Alan Wake PC Review: A Port That Gets It Right
Actually, the entirety of Alan Wake PC feels like it came about from popular demand, with Remedy making sure to get everything Alan Wake fans wanted to see. Along with all the PC options players could want, 3-D support, FOV controls, multiple aspect ratios and really strong graphical support, there are more minor options available as well. You can switch off the heads-up display for the first time in Alan Wake, for example, which adds a bit of challenge and quite a bit of ambiance to the whole experience. And the PC version packs audio commentary from the developers that can be switched on for the Alan Wake superfans out there.
From a control standpoint, Remedy has done a nice job of converting a game built for the Xbox 360 controller to a keyboard/mouse environment. Everything feels nice and intuitive, with the mouse making it actually quite a bit easier to aim and even just look around while wandering through the forests surrounding Bright Falls. There are portions of the new control scheme that don’t feel quite as intuitive as having a gamepad in your hand, but if a controller is your bag, Remedy also included support for an Xbox controller with the game. I don’t actually recommend it because the greater mouse control feels right for Alan Wake, but it’s there if you need it.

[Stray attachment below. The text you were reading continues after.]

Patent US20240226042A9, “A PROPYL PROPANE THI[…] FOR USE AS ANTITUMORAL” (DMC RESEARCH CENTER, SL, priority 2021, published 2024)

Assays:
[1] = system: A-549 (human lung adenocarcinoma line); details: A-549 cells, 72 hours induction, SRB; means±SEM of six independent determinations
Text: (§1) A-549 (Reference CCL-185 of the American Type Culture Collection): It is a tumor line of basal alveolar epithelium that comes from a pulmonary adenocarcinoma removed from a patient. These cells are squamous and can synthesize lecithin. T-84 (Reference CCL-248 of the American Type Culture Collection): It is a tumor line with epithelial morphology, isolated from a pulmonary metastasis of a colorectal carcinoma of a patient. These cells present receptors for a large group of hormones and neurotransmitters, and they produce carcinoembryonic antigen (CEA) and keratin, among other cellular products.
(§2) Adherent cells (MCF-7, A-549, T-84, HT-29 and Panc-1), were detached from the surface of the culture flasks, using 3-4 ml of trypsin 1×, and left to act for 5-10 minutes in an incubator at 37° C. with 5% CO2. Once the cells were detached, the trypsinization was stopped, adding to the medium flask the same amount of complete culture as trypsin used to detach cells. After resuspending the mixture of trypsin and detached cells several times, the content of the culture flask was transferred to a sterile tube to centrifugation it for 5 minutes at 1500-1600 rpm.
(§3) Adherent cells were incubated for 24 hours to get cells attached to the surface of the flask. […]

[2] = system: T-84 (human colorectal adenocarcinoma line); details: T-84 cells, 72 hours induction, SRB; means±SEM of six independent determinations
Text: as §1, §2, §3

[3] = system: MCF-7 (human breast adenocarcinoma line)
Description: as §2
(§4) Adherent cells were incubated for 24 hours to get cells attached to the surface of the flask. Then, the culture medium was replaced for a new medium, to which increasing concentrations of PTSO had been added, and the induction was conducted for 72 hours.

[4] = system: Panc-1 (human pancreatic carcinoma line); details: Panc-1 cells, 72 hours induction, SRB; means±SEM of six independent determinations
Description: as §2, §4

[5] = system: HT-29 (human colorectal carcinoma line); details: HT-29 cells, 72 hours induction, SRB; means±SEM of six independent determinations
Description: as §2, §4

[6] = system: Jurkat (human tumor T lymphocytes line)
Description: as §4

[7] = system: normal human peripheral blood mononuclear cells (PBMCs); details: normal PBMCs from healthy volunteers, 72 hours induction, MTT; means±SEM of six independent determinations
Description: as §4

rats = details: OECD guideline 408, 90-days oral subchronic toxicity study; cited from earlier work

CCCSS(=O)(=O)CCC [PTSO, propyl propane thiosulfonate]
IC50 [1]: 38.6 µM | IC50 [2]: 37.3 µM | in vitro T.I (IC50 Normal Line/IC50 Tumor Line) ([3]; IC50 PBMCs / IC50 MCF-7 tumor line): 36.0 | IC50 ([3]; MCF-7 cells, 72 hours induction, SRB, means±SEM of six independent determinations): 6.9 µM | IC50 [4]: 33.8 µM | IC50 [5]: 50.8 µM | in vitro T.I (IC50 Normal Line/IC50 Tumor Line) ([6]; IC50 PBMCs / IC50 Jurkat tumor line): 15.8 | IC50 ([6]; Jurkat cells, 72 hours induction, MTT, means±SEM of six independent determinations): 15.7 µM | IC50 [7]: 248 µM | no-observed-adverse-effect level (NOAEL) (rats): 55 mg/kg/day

In terms of “bang” in proportion to “buck,” it’s hard to go wrong with Alan Wake PC, either. The standard edition package runs at $29.99 and includes the full Wake experience — the original game, which is broken up into six episodes and portrayed kind of like a season of a TV show; and the two add-on DLC chapters, The Signal and The Writer. You also get the game’s soundtrack. Opt for the Collector’s Edition (normally coming in at $35 but on sale on Steam during launch week) and you’ll get some extras that make the price tag even more palatable, like the 144-page PDF companion book that further explores the game world of Alan Wake. Taken together, just the game and DLC themselves ran Xbox 360 players better than $70. Throw in the extras and that price is well over $80 — and PC gamers pay, at most, $35.
If you played Alan Wake on Xbox 360, I have some bad news for you: Alan Wake PC is the definitive experience. Remedy’s port is the superior version and in many ways, the way the game was meant to be experienced. There’s really no good reason not to snag this one — the price is right, the port is phenomenal, the extras are fantastic; it looks and plays great. If you missed Alan Wake when it came around two years ago, your wait was not in vain. Remedy has created an example against which a whole lot of other modern console ports should be judged. This is how you do it right.
- All of the Alan Wake content that made it onto Xbox 360 (which we very much enjoyed)
- Great price tag
- Amped graphics to accommodate PC hardware
- Lots of fan-requested options baked in
- Eyefinity and NVISION support
- A port that doesn’t feel like a console game repackaged for PC
- Collector’s Edition packs lots of solid extras
- DLC included
- Ultimately the same game as on Xbox (if you happen to have that version)
Final Score: 95/100
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